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(162 N.E.)

contend that, inasmuch as the note in suit was a joint obligation by all parties thereto, the rule should govern that, where one joint obligor is released from payment, all the parties, whether as principals or sureties, are thereby released. We concede that such is the rule generally, but there are exceptions to this rule. The rule is aptly stated in Winn v. Sanford, 145 Mass. 302, 14 N. E. 119, 1 Am. St. Rep. 461, where the court said:

"Where one becomes a surety for the performance of a promise made by a person incompetent to contract, his contract is not purely accessorial, nor is his liability necessarily ascertained by determining whether the principal can be made liable. Fraud, deceit in inducing the principal to make his promise, or illegality thereof, all of which would release the principal, would release the surety, as these affect the character of the debt; but incapacity of the principal party promising to make a legal contract, if understood by the parties, is the very defense on the part of the principal against which the surety assures the promisee."

In Britton v. Wheeler, 8 Blackf. 31, the court, in speaking of the exception to the rule, said:

"The law is, that in actions ex contractu, a nol. pros. cannot be entered as to one defendant and the suit prosecuted against the others, until after such defendant shall have severed in pleading, and pleaded matter going to his personal discharge."

a purely personal defense, in the nature of a privilege or protection, [such] as infancy or coverture, then the surety is not released, but the contract subsists as against him in full force. In such a case the disability of the prin

cipal may be the very reason why the surety

was required and consented to become bound."

[2] In the case at bar, when the principal, Clyde McKee, exercised his right to rescind the contract by pleading infancy, said plea was personal to him only, and did not have the effect of releasing his sureties. court did not err in overruling the motion for a new trial. Affirmed.

The

WISCONSIN LUMBER & COAL Co. v.
WALL et al. (No. 13163.)

Appellate Court of Indiana, in Banc. June 20,
1928.

1. New trial 2-No basis for motion for new trial was afforded by judgment for costs on voluntary dismissal of cross-complaint; other issues having been tried.

Where trial was had and appeal dismissed on account of issues under cross-complaint remaining undetermined, subsequent action of court in noting voluntary dismissal of cross-complaint and rendering judgment against cross-complainant for costs did not constitute a trial so as to afford basis for motion for new trial.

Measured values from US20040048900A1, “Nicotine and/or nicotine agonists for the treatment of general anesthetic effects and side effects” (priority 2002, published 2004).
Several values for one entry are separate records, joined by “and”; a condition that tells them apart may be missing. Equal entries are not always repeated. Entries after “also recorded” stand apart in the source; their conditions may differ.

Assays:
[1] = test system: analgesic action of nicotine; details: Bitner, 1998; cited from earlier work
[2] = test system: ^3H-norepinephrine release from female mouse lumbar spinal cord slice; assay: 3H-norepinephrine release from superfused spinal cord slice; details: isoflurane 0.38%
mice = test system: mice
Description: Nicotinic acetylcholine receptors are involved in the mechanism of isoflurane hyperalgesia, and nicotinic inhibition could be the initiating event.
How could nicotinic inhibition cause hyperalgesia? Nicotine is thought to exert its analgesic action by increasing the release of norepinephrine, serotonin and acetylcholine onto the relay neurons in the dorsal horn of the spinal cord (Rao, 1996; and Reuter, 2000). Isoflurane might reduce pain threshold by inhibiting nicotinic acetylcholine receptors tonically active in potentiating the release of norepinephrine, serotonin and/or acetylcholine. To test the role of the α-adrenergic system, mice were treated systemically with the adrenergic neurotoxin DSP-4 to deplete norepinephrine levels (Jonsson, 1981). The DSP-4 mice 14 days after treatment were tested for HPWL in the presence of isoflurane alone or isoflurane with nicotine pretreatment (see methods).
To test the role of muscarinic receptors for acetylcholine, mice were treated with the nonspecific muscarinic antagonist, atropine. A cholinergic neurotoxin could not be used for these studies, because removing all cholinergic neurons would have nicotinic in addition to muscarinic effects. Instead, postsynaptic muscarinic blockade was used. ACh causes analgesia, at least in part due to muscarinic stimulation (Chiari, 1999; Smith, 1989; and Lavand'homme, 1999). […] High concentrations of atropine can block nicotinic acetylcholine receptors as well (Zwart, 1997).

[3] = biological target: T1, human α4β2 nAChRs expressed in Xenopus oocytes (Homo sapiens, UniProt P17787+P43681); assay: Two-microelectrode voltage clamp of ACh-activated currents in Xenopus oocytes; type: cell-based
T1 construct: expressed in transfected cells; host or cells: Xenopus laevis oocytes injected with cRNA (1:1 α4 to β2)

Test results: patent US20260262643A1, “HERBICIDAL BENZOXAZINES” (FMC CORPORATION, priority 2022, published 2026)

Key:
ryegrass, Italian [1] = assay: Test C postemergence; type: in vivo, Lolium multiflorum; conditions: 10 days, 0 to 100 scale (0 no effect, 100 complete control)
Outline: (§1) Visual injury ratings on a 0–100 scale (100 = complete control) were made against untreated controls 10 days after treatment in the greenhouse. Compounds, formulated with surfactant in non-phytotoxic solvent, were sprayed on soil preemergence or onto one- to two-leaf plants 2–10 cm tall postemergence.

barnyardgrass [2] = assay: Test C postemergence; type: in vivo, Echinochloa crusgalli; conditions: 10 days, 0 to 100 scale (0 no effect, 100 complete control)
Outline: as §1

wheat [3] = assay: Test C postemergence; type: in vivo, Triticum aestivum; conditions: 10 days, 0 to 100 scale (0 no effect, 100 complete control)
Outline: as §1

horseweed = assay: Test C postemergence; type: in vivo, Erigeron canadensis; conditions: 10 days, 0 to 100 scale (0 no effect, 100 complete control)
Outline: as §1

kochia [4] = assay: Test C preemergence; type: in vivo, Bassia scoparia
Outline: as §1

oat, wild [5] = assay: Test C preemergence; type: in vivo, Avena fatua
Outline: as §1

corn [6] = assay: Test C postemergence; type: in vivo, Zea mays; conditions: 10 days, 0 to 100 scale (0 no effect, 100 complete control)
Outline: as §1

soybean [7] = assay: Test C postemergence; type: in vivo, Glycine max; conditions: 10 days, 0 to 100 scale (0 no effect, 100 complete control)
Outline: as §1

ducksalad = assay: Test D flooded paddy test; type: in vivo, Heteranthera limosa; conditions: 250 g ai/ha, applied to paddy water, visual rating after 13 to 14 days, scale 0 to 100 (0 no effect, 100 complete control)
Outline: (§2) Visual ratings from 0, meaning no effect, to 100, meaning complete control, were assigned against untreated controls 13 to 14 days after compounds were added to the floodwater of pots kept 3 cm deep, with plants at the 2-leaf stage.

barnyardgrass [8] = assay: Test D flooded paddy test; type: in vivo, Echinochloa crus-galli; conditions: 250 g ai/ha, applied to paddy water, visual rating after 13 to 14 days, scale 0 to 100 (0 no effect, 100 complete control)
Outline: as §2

In Kirby et al. v. Cannon, 9 Ind. 371, the 2. Appeal and error 345 (1)—Appeal time

court said:

"It may be observed, however, that in a suit against two upon contract, if one plead infancy, and be an infant, the plaintiff may nol. pros. as to him, and proceed to judgment as to the other.

The reason is, that the infant is not liable as a joint contractor. He need not have been sued in the first place. It would seem to follow, for the same reason, that a release of the infant, he not being liable as a joint contractor, would not release the adult."

The same rule applies where a married woman pleads coverture. In Davis et al. v. Statts, 43 Ind. 103, 13 Am. Rep. 382, the court said:

"This case presents the sole and only question as to whether the sureties of a married woman, who is not herself liable, on a promissory note, are liable to the payee, all parties, payee, principal, and sureties, knowing that the principal was not liable. We hold that the sureties are liable on such note, where there is no fraud, duress, deceit, violation of law or public policy, on the part of the payee, in procuring said note."

was not extended by motion for new trial after judgment on voluntary dismissal of crosscomplaint; other issues being determined.

Where trial was had and appeal dismissed on ground that issues under cross-complaint remained undetermined, and subsequently the cross-complainant voluntarily dismissed its cross-complaint, and court rendered judgment against it for costs, time for appeal ran from the entry of such judgment, and was not extended by the filing of a motion for a new trial and the striking thereof, since the proceedings on dismissal of the cross-complaint did not constitute a trial.

Appeal from Superior Court, Lake County; Virgil S. Reiter, Judge.

Action by the Wisconsin Lumber & Coal Company against Frank G. Wall and others, in which the American State Bank filed a cross-complaint. From the final judgment, plaintiff appeals. Appeal dismissed.

Fred Barnett, of Hammond, and John D. Kennedy, of East Chicago, for appellant. Ibach, Gavit, Stinson, & Gavit, of HamJesse Wilson, of Hammond, for appellees.

In Kyger v. Sipe, 89 Va. 507, 16 S. E. 627, mond, Abe Ottenheimer, of East Chicago, and the court said:

"The general rule is invoked that where there is no principal there can be no surety. But to this rule there are exceptions, one of which is that if the principal is not liable by reason of

ENLOE, P. J. This is the second attempted appeal of this case. On the former attempted appeal, the cause was dismissed for want of

For other caser see same topic and KEY-NUMBER in all Key-Numbered Digests and Indexes